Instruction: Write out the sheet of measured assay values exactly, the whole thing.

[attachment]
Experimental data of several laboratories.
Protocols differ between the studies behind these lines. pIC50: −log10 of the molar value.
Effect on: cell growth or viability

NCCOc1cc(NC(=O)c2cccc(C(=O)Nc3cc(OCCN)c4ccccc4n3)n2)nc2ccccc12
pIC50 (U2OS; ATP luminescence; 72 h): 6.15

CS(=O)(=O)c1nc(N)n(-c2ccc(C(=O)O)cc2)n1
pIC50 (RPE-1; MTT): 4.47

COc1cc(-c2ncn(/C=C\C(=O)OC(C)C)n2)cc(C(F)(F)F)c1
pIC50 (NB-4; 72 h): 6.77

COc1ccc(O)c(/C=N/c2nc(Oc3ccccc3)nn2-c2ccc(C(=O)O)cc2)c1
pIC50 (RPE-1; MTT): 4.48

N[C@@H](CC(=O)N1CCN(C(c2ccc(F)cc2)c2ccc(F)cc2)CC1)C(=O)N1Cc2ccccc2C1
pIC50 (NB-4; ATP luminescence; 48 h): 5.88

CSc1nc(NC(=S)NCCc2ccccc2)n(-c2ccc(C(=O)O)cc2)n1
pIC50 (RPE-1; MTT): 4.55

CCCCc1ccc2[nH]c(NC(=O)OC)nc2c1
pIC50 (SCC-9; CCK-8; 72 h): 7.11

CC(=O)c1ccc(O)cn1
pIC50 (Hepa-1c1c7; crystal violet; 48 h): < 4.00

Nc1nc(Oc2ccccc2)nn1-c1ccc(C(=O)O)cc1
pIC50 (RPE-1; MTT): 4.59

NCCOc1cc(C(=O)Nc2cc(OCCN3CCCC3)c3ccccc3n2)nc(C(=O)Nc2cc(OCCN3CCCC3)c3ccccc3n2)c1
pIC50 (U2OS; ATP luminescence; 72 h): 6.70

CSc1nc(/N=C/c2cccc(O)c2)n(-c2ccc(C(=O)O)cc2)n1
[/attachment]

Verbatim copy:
Experimental data of several laboratories.
Protocols differ between the studies behind these lines. pIC50: −log10 of the molar value.
Effect on: cell growth or viability

NCCOc1cc(NC(=O)c2cccc(C(=O)Nc3cc(OCCN)c4ccccc4n3)n2)nc2ccccc12
pIC50 (U2OS; ATP luminescence; 72 h): 6.15

CS(=O)(=O)c1nc(N)n(-c2ccc(C(=O)O)cc2)n1
pIC50 (RPE-1; MTT): 4.47

COc1cc(-c2ncn(/C=C\C(=O)OC(C)C)n2)cc(C(F)(F)F)c1
pIC50 (NB-4; 72 h): 6.77

COc1ccc(O)c(/C=N/c2nc(Oc3ccccc3)nn2-c2ccc(C(=O)O)cc2)c1
pIC50 (RPE-1; MTT): 4.48

N[C@@H](CC(=O)N1CCN(C(c2ccc(F)cc2)c2ccc(F)cc2)CC1)C(=O)N1Cc2ccccc2C1
pIC50 (NB-4; ATP luminescence; 48 h): 5.88

CSc1nc(NC(=S)NCCc2ccccc2)n(-c2ccc(C(=O)O)cc2)n1
pIC50 (RPE-1; MTT): 4.55

CCCCc1ccc2[nH]c(NC(=O)OC)nc2c1
pIC50 (SCC-9; CCK-8; 72 h): 7.11

CC(=O)c1ccc(O)cn1
pIC50 (Hepa-1c1c7; crystal violet; 48 h): < 4.00

Nc1nc(Oc2ccccc2)nn1-c1ccc(C(=O)O)cc1
pIC50 (RPE-1; MTT): 4.59

NCCOc1cc(C(=O)Nc2cc(OCCN3CCCC3)c3ccccc3n2)nc(C(=O)Nc2cc(OCCN3CCCC3)c3ccccc3n2)c1
pIC50 (U2OS; ATP luminescence; 72 h): 6.70

CSc1nc(/N=C/c2cccc(O)c2)n(-c2ccc(C(=O)O)cc2)n1